In 2012, the XCL was awarded a National Science Foundation Major Research Instrumentation Grant to purchase a Bruker-AXS D8 Venture single crystal diffractometer with Cu-KαIμS microfocus source, PHOTON-100 CMOS detector, and an Oxford Cryostream 700-Plus Cryostat. This joined an existing Bruker-AXS APEX-II CCD diffractometer. Additional equipment includes two area-detector single-crystal instruments, plus access to the Cambridge Structural Database and the APEX-II software suite.

Since 1999, Young has taught the graduate course CHEM 5755, which blends a traditional theory curriculum with a laboratory experience where the students learn to operate modern single crystal diffractometers.

Joseph Dalluge, Ph.D.

Education: Doctorate in biochemistry from the University of Utah, bachelor’s degree from Gustavus Adolphus College
Post-Doctoral Research: National Research Council Post-Doctoral Associate, National Institute of Standards and Technology, Gaithersburg, MD
Employment: Research Chemist at the National Institute of Standards and Technology; Senior Chemist with Cargill Incorporated; Director of Department of Chemistry Mass Spectrometry Laboratory since 2009
Professional affiliations: Editorial Board, Current Protein and Peptide Science, American Chemical Society, American Society for Mass Spectrometry, Past-President and Board Member of the Minnesota Mass Spectrometry Discussion Group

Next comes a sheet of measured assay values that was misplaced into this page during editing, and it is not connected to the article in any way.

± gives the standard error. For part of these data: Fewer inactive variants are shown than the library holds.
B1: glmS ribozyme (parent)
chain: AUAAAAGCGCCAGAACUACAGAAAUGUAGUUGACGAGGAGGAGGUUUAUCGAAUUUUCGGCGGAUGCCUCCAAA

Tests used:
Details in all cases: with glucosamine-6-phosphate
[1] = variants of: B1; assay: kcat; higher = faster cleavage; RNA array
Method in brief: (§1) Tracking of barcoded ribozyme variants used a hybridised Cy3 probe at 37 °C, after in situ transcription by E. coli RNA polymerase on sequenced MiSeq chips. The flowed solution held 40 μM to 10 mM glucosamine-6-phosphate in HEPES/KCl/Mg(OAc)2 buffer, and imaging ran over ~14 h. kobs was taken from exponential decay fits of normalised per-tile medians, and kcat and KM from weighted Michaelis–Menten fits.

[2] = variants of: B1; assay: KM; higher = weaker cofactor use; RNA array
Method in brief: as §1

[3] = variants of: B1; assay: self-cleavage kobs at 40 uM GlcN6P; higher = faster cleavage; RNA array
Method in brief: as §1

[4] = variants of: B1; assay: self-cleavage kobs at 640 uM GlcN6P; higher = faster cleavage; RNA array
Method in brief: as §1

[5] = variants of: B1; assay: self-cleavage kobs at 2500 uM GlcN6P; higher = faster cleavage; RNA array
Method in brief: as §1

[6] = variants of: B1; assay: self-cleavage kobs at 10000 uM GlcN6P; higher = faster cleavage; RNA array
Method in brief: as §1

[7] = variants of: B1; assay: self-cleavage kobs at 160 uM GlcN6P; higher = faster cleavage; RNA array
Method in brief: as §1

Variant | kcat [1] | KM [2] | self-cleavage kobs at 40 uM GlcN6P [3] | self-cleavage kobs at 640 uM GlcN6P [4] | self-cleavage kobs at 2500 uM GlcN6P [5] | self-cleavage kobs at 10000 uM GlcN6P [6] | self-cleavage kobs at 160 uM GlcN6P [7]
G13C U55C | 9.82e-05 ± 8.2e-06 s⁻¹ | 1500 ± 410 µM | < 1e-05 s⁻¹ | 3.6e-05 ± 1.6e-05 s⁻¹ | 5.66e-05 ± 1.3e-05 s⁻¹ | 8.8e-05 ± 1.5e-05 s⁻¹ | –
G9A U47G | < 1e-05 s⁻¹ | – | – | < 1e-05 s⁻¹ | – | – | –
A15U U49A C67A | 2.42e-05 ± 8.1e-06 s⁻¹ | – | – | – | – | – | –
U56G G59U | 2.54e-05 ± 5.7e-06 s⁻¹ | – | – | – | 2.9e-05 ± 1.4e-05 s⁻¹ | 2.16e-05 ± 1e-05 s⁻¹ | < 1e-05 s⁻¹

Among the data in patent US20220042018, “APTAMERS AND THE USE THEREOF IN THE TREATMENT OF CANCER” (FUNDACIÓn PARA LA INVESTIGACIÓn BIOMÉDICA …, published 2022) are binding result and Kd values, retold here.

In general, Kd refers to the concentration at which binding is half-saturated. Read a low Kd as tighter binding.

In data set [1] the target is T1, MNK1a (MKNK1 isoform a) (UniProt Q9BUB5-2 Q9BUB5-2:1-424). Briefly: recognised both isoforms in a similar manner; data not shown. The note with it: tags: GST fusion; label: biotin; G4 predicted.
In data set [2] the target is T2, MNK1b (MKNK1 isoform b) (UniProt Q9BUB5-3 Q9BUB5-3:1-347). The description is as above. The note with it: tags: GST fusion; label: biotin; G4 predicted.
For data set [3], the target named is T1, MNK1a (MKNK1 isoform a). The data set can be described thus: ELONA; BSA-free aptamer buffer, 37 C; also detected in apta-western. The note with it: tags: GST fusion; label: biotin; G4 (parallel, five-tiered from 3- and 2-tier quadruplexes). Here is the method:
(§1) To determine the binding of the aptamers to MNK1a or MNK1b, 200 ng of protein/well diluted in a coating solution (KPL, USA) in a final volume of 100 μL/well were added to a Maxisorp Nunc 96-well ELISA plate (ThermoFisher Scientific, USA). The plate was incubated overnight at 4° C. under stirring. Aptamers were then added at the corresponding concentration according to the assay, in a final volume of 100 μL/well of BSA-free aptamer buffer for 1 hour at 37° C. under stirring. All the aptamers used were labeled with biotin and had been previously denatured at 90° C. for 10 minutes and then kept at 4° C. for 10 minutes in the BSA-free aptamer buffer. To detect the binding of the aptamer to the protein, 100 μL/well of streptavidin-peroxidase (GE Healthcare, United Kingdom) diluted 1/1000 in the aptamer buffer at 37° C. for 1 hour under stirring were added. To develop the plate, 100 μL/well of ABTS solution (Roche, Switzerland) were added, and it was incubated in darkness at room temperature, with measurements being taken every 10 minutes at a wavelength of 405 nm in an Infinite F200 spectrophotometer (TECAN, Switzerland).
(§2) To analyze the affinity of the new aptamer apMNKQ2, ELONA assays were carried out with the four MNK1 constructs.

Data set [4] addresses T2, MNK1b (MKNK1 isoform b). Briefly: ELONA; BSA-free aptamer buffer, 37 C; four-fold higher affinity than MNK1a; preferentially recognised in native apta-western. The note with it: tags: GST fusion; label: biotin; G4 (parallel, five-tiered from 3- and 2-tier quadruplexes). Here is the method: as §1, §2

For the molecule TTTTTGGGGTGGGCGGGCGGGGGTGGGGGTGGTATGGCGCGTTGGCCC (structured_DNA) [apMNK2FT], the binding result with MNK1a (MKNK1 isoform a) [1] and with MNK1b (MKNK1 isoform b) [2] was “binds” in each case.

Publications/Presentations/Patents: 37 publications, four abstracts, one patent, and seven invited presentations

Letitia Johnson Yao, Ph.D.
Education: Doctorate from the University of Minnesota, bachelor’s degree from the College of Wooster in Ohio
Post-Doctoral Research: University of California in San Francisco
Employment: Temporary Department of Chemistry faculty, and NMR Research Associate since 1997, and now Laboratory Director
Professional affiliations: American Chemical Society, Minnesota Section of the American Chemical Society, Association of Managers of Magnetic Resonance Laboratories, Sigma XI, Phi Beta Kappa, Graduate Women in Science, Department of Chemistry Women in Science & Engineering (WISE) team, Minnesota NMR Users Group, National Academy of Sciences Committee on Science, Engineering and Public Policy
Publications/Presentations/Patents: 18 publications, six presentations

Victor Young Jr., Ph.D.
Education: Doctorate from Arizona State University, bachelor’s degree from Spring Arbor College in Michigan
Post-Doctoral Research: Arizona State University
Employment: Development and Testing Engineer II for Chrysler Corporation; Visiting Scientist at the Los Alamos National Laboratory; Staff Crystallographer in the Department of Chemistry at Iowa State University; and Research Associate, Senior Research Associate and, since 1995, Director of the X-Ray Crystallographic Laboratory since 1995
Professional affiliations: American Crystallographic Association, and Neutron Scattering Society of America
Publications/Presentations/Patents: More than 40 presentations and 257 publications, workshops for local university and college faculty members and their students to introduce them to crystallographic theory and the modern instrumentation, and part of the Inter-national Year of Crystallography 2014 Task Force that is organizing numerous educational and outreach activities through this year of celebration.